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In my opinion, we should be really looking at work as a way to pursue our human potential so that we can enhance our relationships, our wellness, and other interests that we have in our life.
Welcome to The JoyPowered® Workspace Podcast, where we help HR and business leaders embrace joy in the workplace. I’m JoDee Curtis, owner of Purple Ink and Powered by Purple Ink, and with me is my friend and co-host Susan White, owner of Susan [Tinder] White Consulting, an HR consulting practice.
Our topic today is on blending work and life to realize potential. For years we have called it work-life balance, but for the last few years now, employees have responded well to the term work-life integration. COVID pushed organizations to not only allow it, but to encourage employees to do it. So what is the difference? Well, work-life balance is focused on keeping your work life and your personal life separate but equal, whereas work-life integration is centered on the belief that there is no distinction between the two and that both must coexist in harmony. Looking back, how did we ever strive for work-life balance? Balance implies perfection, which is rare. At least throughout my career, they were never in true balance. At times, I needed more time with my kids or being home, and other times I needed to be at work more often. Remember that I’m a CPA by trade, and that is a well-known profession for working more January to April than the rest of the year.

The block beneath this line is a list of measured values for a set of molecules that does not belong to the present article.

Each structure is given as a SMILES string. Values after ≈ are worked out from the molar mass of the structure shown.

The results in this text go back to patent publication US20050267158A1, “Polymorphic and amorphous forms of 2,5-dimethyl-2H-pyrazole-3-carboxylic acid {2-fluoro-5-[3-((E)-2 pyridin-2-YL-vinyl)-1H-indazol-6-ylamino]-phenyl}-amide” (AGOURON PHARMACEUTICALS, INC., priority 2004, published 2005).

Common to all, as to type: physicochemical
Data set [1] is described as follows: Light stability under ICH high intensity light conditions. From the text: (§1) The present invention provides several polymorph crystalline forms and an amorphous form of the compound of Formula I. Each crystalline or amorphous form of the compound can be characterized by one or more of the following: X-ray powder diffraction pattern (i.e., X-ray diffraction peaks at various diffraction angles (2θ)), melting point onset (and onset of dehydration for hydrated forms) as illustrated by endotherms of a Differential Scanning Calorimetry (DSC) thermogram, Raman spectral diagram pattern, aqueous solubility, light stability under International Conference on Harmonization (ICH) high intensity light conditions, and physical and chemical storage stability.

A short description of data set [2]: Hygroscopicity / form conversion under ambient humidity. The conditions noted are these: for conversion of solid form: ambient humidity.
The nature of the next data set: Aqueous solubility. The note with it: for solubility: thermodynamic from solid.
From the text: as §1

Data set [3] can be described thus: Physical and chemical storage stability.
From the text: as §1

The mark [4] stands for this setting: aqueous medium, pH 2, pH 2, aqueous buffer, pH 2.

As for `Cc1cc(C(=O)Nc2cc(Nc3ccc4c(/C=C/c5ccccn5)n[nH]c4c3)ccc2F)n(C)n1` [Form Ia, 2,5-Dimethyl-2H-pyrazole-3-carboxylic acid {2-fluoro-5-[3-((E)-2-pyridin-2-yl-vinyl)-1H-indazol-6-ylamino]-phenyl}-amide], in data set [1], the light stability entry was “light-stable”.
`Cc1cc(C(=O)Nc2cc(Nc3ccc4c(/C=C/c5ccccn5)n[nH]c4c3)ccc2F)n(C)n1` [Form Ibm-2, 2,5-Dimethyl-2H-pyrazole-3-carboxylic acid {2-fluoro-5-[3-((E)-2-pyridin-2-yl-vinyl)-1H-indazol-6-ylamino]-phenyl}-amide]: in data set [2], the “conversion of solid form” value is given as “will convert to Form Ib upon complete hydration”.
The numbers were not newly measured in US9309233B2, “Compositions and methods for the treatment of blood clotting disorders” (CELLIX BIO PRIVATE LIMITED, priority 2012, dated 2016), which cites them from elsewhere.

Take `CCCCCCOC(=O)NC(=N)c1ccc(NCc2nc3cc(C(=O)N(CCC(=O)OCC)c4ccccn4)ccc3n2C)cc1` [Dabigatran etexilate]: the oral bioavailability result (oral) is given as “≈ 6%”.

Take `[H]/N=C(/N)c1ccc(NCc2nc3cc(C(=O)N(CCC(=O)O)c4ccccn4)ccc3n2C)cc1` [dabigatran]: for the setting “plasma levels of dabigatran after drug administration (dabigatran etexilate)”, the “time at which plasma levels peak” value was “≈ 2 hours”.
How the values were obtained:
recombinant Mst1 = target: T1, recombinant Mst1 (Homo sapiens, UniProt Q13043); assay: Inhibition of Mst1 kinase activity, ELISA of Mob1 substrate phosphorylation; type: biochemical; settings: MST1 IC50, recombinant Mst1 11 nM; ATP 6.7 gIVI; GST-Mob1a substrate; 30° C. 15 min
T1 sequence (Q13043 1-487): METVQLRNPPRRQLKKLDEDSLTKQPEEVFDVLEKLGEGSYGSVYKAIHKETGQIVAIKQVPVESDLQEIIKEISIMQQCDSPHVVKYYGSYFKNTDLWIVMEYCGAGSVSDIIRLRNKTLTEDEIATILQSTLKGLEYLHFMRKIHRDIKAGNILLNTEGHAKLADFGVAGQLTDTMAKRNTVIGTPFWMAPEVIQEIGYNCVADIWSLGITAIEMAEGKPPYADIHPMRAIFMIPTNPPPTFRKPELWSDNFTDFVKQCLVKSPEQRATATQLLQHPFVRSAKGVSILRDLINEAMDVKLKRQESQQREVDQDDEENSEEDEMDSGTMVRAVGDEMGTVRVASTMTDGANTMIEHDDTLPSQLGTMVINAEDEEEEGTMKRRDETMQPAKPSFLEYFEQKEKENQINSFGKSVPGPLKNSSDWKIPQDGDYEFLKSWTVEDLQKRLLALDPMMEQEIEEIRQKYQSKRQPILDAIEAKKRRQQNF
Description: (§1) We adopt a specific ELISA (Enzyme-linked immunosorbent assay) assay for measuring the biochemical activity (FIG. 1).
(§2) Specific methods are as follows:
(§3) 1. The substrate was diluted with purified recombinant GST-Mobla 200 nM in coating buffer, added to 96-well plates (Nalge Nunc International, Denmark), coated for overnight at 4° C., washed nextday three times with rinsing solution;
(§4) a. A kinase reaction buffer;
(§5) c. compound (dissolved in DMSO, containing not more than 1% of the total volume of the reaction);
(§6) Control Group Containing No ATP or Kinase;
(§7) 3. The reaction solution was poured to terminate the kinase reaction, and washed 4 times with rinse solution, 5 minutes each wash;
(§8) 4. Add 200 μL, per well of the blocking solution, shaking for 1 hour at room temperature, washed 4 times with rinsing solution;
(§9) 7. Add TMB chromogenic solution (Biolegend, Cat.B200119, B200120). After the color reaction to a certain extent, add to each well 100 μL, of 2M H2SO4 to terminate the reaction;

And JoDee, I felt like I never perfected work-life balance. I felt like I was never doing either one of them as well as I could or should.
Yeah, it was a battle.
Working against each other almost.
Exactly. I felt guilty when I was at work sometimes, and I felt frequently guilty and I was home not working. So yeah, not a happy place.